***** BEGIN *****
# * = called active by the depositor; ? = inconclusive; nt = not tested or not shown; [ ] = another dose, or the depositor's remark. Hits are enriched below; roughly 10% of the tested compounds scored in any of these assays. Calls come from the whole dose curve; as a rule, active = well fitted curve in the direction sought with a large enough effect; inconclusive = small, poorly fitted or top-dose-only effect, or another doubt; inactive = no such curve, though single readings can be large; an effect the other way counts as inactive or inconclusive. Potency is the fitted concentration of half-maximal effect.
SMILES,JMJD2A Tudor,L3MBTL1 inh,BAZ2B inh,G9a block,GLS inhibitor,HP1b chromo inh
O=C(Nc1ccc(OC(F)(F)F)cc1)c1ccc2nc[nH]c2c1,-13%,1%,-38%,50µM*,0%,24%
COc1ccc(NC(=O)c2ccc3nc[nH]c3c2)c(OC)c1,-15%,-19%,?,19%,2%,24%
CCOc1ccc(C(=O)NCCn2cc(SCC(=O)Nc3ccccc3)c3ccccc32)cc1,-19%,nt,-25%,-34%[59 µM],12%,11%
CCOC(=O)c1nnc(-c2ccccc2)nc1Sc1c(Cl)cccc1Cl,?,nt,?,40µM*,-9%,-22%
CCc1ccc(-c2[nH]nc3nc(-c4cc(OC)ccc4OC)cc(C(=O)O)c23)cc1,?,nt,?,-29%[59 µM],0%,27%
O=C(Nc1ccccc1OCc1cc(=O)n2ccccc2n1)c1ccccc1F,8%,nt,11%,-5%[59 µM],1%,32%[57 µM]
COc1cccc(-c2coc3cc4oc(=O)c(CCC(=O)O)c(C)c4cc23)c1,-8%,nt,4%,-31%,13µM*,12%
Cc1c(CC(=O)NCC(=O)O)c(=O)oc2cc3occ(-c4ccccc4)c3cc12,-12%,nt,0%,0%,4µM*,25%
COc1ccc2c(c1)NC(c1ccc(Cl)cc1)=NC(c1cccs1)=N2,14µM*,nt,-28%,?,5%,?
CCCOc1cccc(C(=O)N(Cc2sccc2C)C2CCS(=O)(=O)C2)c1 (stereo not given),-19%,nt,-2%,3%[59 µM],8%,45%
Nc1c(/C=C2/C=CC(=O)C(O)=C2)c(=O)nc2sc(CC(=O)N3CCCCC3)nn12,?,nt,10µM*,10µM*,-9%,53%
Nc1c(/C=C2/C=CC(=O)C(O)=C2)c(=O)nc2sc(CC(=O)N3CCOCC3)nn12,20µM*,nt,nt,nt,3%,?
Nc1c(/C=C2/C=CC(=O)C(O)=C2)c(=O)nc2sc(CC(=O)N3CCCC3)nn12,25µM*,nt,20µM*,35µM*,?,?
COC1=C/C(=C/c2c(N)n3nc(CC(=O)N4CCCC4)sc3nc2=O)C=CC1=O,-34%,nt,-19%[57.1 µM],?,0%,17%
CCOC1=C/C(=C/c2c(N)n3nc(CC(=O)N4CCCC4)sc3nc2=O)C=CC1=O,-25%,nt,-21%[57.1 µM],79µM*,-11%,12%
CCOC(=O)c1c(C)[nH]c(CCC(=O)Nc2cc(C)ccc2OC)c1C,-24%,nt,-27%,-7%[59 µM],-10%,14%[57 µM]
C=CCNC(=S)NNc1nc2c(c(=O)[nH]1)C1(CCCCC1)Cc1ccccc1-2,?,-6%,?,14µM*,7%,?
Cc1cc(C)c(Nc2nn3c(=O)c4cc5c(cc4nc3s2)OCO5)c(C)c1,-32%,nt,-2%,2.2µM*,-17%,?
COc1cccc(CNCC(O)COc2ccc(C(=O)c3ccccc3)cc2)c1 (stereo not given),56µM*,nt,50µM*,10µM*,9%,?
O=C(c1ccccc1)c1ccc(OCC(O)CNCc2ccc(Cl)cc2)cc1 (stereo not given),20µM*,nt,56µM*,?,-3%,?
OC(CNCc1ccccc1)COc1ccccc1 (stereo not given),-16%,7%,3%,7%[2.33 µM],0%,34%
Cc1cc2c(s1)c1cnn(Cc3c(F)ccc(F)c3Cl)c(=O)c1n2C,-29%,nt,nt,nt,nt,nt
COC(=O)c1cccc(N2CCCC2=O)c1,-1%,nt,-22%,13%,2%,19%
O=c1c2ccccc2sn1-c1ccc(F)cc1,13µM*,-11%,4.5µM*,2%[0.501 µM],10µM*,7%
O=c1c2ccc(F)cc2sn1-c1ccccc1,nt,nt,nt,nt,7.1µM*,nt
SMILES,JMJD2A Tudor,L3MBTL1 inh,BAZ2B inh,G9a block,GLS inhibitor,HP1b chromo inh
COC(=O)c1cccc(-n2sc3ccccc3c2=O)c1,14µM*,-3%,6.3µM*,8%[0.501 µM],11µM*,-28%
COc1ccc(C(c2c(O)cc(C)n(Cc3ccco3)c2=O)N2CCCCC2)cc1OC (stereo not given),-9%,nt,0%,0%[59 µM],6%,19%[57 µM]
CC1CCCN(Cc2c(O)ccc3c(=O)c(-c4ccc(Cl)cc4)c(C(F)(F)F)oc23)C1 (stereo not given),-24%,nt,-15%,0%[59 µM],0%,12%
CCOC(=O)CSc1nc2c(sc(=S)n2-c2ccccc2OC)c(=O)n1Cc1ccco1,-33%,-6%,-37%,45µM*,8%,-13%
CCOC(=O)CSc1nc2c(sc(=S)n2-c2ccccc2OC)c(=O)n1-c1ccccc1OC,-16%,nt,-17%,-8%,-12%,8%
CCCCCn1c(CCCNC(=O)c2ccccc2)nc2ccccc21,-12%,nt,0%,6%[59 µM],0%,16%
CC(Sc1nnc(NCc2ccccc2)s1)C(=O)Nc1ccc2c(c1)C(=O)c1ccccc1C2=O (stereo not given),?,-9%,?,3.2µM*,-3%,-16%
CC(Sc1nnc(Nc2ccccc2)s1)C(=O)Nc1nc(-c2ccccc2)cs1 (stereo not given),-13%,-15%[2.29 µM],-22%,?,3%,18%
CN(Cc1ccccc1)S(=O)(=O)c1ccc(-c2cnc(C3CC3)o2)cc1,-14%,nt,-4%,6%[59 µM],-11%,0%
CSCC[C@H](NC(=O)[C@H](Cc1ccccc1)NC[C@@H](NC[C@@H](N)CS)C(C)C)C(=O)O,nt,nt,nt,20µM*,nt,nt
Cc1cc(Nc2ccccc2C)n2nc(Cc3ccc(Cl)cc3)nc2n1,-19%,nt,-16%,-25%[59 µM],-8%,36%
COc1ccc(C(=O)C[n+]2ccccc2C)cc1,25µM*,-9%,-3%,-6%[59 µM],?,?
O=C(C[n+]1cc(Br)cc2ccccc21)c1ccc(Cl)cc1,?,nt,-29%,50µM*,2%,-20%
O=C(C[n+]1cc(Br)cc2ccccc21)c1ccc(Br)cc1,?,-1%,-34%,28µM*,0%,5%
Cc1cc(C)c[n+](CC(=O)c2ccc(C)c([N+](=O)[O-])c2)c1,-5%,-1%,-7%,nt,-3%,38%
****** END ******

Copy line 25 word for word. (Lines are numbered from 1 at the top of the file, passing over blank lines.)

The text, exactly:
COC(=O)c1cccc(N2CCCC2=O)c1,-1%,nt,-22%,13%,2%,19%